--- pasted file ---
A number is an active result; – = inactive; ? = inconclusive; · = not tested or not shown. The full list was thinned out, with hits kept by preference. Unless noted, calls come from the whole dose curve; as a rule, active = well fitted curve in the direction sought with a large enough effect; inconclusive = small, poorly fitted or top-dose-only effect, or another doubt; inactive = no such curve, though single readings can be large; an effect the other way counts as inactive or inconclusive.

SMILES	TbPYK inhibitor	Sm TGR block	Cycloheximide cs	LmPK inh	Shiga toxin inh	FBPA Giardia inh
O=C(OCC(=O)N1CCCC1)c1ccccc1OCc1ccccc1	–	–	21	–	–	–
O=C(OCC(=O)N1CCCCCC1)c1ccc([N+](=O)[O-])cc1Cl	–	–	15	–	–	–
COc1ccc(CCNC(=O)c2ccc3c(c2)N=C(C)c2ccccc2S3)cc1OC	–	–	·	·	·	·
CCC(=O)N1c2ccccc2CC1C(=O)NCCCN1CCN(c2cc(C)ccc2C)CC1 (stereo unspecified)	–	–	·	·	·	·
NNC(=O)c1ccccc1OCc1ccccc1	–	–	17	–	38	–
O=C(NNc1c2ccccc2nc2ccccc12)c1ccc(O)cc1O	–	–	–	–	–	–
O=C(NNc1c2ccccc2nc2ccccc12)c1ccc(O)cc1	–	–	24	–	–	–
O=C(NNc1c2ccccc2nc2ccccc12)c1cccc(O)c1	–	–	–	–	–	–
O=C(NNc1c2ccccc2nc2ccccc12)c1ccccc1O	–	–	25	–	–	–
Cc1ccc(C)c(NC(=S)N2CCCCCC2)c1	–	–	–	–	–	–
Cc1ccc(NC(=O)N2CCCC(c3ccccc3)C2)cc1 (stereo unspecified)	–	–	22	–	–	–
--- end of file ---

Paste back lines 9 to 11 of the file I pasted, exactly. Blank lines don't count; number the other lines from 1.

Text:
O=C(NNc1c2ccccc2nc2ccccc12)c1ccc(O)cc1	–	–	24	–	–	–
O=C(NNc1c2ccccc2nc2ccccc12)c1cccc(O)c1	–	–	–	–	–	–
O=C(NNc1c2ccccc2nc2ccccc12)c1ccccc1O	–	–	25	–	–	–